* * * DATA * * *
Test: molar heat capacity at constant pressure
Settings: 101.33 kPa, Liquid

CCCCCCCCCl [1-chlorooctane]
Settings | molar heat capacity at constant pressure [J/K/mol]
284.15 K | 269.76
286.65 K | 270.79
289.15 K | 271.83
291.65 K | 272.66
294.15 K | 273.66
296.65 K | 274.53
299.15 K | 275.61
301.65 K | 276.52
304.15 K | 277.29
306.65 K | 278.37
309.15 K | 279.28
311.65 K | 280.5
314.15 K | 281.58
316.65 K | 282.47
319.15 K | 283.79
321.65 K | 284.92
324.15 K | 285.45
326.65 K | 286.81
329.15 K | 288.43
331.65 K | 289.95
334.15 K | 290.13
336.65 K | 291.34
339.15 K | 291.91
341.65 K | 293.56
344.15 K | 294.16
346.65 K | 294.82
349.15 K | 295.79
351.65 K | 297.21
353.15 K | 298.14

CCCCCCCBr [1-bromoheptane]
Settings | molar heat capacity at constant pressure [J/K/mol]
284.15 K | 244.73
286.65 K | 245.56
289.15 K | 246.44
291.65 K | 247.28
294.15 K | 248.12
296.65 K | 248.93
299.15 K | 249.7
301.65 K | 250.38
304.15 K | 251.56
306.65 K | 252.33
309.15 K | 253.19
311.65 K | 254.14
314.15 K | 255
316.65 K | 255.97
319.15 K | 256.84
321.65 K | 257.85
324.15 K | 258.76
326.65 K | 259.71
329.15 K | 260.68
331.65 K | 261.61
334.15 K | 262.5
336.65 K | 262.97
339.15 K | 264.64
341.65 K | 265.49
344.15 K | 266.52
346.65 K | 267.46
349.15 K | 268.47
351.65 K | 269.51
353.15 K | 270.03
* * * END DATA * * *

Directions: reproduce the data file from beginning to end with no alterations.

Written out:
Test: molar heat capacity at constant pressure
Settings: 101.33 kPa, Liquid

CCCCCCCCCl [1-chlorooctane]
Settings | molar heat capacity at constant pressure [J/K/mol]
284.15 K | 269.76
286.65 K | 270.79
289.15 K | 271.83
291.65 K | 272.66
294.15 K | 273.66
296.65 K | 274.53
299.15 K | 275.61
301.65 K | 276.52
304.15 K | 277.29
306.65 K | 278.37
309.15 K | 279.28
311.65 K | 280.5
314.15 K | 281.58
316.65 K | 282.47
319.15 K | 283.79
321.65 K | 284.92
324.15 K | 285.45
326.65 K | 286.81
329.15 K | 288.43
331.65 K | 289.95
334.15 K | 290.13
336.65 K | 291.34
339.15 K | 291.91
341.65 K | 293.56
344.15 K | 294.16
346.65 K | 294.82
349.15 K | 295.79
351.65 K | 297.21
353.15 K | 298.14

CCCCCCCBr [1-bromoheptane]
Settings | molar heat capacity at constant pressure [J/K/mol]
284.15 K | 244.73
286.65 K | 245.56
289.15 K | 246.44
291.65 K | 247.28
294.15 K | 248.12
296.65 K | 248.93
299.15 K | 249.7
301.65 K | 250.38
304.15 K | 251.56
306.65 K | 252.33
309.15 K | 253.19
311.65 K | 254.14
314.15 K | 255
316.65 K | 255.97
319.15 K | 256.84
321.65 K | 257.85
324.15 K | 258.76
326.65 K | 259.71
329.15 K | 260.68
331.65 K | 261.61
334.15 K | 262.5
336.65 K | 262.97
339.15 K | 264.64
341.65 K | 265.49
344.15 K | 266.52
346.65 K | 267.46
349.15 K | 268.47
351.65 K | 269.51
353.15 K | 270.03